What is a Wrapper Function? + a Basic Example

Wikipedia defines wrapper functions this way:

A wrapper function is a subroutine in a software library or a computer program whose main purpose is to call a second subroutine or a system call with little or no additional computation.

So basically, a wrapper function is simply a function used to call another function or multiple functions. This might be for security reasons (through APIs), or it could just be for the convenience of only having one instance of some code to update.

Real-Life Example

Let’s say you have a bunch of HTML/CSS landing pages. They all use the same form to subscribe to your mailing list, but some of them may have extra fields like hidden inputs, a phone field, address fields, etc. Ideally you would have one file that houses your HTML form so that it’s only one file to change if you need to. If you were to throw the form code in an include file, every landing page would have the same inputs. The wrapper function comes in to play by creating a function that echoes or returns the form code with any additional inputs being passed to the function.

Landing Page A

// Include the file that defines the function.
include("form.php");
...
// Declare the argument to pass to the function.
$extra_inputs = "<input type='hidden' name='source' value='AdWords Landing Page'>";
echo_form($extra_inputs); // Will echo out standard form along with the $extra_inputs defined above.

Landing Page B

// Include the file that defines the function.
include("form.php");
...
// Declare the argument to pass to the function.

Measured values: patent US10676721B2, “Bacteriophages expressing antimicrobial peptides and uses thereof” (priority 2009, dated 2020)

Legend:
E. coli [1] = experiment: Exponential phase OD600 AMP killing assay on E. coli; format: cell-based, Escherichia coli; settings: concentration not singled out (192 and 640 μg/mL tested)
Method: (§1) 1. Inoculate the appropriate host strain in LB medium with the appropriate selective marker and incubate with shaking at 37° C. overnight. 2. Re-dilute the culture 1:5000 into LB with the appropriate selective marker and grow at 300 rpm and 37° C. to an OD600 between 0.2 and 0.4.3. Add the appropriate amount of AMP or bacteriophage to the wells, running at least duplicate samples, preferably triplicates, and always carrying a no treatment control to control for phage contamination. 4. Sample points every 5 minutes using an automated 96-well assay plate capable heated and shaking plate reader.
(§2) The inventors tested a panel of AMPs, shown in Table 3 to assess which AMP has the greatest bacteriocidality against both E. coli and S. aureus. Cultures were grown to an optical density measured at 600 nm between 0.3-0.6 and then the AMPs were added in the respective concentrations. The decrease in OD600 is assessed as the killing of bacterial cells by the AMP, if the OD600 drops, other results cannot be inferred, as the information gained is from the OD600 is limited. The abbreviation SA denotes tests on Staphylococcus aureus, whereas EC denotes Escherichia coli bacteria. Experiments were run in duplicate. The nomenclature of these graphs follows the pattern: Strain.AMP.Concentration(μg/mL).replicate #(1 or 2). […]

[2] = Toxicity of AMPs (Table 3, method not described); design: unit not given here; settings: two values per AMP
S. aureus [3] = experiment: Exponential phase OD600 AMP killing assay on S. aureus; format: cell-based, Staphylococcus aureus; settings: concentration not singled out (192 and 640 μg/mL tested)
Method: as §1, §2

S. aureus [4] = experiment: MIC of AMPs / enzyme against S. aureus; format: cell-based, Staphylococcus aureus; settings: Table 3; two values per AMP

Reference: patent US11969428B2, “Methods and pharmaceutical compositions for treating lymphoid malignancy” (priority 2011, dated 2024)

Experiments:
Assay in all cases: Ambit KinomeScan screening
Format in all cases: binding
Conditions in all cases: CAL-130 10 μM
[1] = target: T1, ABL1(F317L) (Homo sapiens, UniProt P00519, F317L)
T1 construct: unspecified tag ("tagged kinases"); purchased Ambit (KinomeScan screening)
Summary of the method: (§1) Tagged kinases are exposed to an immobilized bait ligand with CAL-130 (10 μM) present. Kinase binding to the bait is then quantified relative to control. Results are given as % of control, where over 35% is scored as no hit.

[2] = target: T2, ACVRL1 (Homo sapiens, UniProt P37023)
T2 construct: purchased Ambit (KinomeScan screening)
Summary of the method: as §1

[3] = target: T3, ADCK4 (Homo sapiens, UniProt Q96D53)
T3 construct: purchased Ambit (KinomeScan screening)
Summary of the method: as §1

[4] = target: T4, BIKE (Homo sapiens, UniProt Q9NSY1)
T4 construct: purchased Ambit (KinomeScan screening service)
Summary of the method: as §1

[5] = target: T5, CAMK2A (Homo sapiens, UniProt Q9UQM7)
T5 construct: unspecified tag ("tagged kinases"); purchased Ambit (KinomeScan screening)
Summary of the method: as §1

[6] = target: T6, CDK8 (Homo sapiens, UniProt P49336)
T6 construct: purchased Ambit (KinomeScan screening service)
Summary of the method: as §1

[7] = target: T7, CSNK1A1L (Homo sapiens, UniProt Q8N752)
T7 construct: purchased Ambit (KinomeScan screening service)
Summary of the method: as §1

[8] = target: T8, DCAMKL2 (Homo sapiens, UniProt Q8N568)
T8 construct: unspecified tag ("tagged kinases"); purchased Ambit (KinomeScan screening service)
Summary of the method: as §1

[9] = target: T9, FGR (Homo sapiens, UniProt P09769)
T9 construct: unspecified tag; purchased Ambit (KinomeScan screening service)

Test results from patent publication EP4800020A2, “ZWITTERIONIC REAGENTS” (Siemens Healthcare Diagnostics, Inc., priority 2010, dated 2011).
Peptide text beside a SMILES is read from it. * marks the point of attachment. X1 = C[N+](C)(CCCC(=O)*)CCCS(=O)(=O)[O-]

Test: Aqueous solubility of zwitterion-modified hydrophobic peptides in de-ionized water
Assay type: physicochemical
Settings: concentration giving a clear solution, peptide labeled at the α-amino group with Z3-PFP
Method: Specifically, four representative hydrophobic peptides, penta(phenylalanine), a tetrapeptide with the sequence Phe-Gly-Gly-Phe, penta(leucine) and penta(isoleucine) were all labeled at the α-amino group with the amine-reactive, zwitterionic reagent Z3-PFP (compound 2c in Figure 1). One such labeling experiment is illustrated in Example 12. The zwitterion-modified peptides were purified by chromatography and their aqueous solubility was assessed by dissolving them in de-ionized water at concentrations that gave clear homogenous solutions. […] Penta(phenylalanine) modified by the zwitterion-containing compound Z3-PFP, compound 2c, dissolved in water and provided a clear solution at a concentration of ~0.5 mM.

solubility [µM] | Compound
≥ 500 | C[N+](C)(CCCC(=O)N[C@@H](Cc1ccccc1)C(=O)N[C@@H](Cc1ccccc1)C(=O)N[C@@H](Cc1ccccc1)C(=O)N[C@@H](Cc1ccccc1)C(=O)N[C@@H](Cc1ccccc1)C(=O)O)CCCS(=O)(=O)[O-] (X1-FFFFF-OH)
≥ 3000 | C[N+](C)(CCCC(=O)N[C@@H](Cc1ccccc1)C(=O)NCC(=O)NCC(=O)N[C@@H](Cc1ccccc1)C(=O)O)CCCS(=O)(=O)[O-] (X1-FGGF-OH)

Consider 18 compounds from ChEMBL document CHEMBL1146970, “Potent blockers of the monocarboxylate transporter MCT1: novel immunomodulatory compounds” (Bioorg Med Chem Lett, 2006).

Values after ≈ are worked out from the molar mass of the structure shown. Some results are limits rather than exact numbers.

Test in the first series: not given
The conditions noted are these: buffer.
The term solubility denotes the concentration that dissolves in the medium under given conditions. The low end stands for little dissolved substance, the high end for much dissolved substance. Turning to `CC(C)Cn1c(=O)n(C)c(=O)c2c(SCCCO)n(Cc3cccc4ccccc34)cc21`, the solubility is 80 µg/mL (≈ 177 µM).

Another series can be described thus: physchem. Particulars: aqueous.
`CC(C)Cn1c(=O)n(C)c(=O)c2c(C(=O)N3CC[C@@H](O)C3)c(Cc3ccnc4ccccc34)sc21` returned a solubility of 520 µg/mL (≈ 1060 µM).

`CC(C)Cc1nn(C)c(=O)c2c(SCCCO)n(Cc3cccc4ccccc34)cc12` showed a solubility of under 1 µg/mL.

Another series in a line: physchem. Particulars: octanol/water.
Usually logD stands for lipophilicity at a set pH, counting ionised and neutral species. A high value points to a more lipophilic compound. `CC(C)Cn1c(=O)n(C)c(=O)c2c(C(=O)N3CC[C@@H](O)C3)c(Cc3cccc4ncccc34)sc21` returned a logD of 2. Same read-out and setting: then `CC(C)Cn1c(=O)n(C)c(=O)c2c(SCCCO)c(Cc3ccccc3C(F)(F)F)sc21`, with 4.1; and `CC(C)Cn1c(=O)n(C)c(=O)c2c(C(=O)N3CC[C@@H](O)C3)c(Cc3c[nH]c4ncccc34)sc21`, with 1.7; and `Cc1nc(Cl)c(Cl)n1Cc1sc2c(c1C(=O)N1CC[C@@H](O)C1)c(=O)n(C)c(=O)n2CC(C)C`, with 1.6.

$extra_inputs = "<input type='hidden' name='source' value='Facebook Ads Landing Page'>
<input type='text' name='phone'>";
echo_form($extra_inputs); // Will echo out standard form along with the $extra_inputs defined above.

Included File With a Wrapper Function

function echo_form($extra_inputs = "") {
    echo "<form action='your-signup-action' method='post'>
    <!-- All your standard inputs for your form go here. -->
    <input type='text' name='first-name'>
    <input type='text' name='last-name'>
    <input type='email' name='email'>";
    if ($extra_inputs != "") {
        echo $extra_inputs;
    }
    echo "<input type='submit' value='Sign Up!'>
    </form>";
}

So using a wrapper function for a scenario like this allows you more flexibility than simply having the form code in an include file. You could even take this a step further and add a parameter to specify different call-to-actions on the submit button. Then this function can be used for A/B testing different required fields or different CTAs.

Further Reading

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Category: PHP